#449. Giants of steel and glass. But it depends how you shoot them! (3)

By philberphoto | Travel Photography

Jan 26
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La Défense 1

In the first 2 instalments of my exploration of the business center called La Défense (abstract buildings & abstract artworks), I prioritized a 135mm lens, simply because I just had it, simply because I could, and conventional logic be damned. It is not because you are shooting a vast place that a wide angle is the only way to do it justice.

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La Défense 2

Conversely, now that I have a wide angle lens, the delightful Zeiss Loxia 21mm, it would have been perverse not to use it in La Défense, and to shoot only portraits. Well, call me perverse, because you won’t see a single 21mm shot in this post, and only a small number of 35mm ones. Most are 55mm and 135mm. Because the purpose of this mini-series is to illustrate how rich the graphic material of La Défense is, if one cares to look beyond the postcard-ish obvious, and how the photographer should master his focal length, rather than be a slave to it. You may remember Pascal and I on the same shoot along the canal de la Villette, he with a 15mm and I with a 35mm. Not exactly the same focal length, yet the same subjects. You can expect more of the same during our forthcoming workshop. Down with the dictatorship of the focal length, we say! Down with the postcard-only style! And thumbs up for creativity and freedom of personal expression!

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La Défense 3

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La Défense 4

So here goes. For reference, this shot below was taken inside a building where Pascal has worked for months, and he didn’t even recognize it, even though no shenanigan-like special effects were applied.

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La Défense 5

There are so many opportunities for all styles, and all shooting conditions that, really, I could go there for months on end without repeating myself. So, you may ask, how is it that we didn’t schedule a shooting session there during our workshop? The main reason, very not-politically-correct, is that, while photographically speaking, it is a cornucopia, food-wise, it is the exact obverse. Feeding you guys nice meals in fun places is impossilbe in La Défense. And that comes from one of TripAdvisor’s top contributors in the Paris region. More “confusing “pictures:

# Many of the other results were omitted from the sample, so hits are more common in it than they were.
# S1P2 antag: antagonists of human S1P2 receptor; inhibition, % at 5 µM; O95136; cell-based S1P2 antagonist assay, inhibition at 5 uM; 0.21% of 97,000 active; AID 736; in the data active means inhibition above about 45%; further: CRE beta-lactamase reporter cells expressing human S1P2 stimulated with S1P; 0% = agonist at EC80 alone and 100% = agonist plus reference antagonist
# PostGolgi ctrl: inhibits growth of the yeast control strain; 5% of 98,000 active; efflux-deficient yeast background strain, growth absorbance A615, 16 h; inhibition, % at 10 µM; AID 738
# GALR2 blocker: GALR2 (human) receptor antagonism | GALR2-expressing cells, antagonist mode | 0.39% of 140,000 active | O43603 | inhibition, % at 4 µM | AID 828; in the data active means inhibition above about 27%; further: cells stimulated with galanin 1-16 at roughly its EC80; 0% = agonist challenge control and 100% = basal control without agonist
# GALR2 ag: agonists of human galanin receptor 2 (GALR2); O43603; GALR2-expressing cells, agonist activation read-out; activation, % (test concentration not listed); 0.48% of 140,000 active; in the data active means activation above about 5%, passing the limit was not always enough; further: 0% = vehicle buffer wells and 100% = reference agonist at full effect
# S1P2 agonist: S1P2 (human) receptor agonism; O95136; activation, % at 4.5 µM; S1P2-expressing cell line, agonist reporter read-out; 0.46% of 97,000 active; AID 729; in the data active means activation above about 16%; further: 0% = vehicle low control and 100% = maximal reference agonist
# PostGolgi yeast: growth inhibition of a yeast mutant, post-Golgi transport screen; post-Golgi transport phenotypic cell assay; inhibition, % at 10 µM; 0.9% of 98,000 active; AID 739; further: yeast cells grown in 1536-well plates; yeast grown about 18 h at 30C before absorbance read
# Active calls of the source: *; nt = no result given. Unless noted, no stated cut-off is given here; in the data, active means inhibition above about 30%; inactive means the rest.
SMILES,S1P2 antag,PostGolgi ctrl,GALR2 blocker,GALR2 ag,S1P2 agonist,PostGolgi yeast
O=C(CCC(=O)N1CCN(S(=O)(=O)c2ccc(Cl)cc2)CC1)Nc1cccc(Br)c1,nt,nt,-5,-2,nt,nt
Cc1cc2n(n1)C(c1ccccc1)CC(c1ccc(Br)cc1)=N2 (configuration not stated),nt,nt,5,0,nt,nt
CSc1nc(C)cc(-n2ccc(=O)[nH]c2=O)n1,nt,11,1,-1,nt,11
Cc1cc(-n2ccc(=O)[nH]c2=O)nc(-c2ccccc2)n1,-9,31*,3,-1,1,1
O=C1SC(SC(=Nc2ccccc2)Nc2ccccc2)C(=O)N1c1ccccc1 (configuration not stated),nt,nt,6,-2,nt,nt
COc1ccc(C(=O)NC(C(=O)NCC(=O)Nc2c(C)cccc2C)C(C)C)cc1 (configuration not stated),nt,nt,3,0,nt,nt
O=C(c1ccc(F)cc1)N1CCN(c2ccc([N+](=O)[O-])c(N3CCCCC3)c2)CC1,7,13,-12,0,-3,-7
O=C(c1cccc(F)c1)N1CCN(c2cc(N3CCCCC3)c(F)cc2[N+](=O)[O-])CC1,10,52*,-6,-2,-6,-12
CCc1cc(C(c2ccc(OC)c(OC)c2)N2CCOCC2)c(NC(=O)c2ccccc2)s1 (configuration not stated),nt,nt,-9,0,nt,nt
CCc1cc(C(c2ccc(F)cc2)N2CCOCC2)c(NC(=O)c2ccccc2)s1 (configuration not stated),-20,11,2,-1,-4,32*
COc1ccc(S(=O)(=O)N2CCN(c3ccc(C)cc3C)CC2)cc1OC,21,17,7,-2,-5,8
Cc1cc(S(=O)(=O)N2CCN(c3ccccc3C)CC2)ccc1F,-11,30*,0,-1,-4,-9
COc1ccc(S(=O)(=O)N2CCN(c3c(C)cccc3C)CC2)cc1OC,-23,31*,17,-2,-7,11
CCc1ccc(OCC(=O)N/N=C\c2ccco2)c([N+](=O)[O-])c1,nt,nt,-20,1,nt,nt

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La Défense 6

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La Défense 7

Lens-wise, after some 135mm goodness, let’s see what 55mm can help me do. Like this:

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La Défense 8

And this:

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La Défense 9

As I said, Pascal knows the place inside out, and even he, who is familar with my taste for immature pranks, couldn’t always place where the shots were, nor what were the lenses.

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La Défense 10

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La Défense 11

Not that I was out to trick him. I was more like a kid in a candy store, out to do what I wanted rather than what I had been educated to do. Now there are times when the planners and designers of the place -if one can call them that- have been zany enough that straight shooting the results of their dabbling in certain types of mushrooms is enough to come up with the unexpected:

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La Défense 12

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La Défense 13

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La Défense 14

This is why I love to hate La Défense. It is the absolute opposite of everything I love, very, very, terminally un-Feng-Shui, if you see what I mean, but, at the same time, it keeps calling me to come and take more delicious punishment. Which I pay back by shooting and showing it in ways opposite to the grand, useful, functional, efficient manner in which it craves to be seen.

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La Défense 15

It is the modern equivalent to “strip a Queen down to her less-than-clean undies, and there won’t be much royalty left to see”. It can be mercilessly stark,

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La Défense 16

and even common celebrations look awkwardly out of place

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La Défense 17

But I babble and babble, and my post nears its end. I must bid you “au revoir”, as my personal spaceship beckons. Where but in La Défense…

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La Défense 18

 


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  • jean pierre (pete) guaron says:

    LMAO – I don’t know which I enjoyed most – your photography or your commentary, Philippe.

    You certainly have “the eye”, and you also have a delightfully wicked sense of humour!

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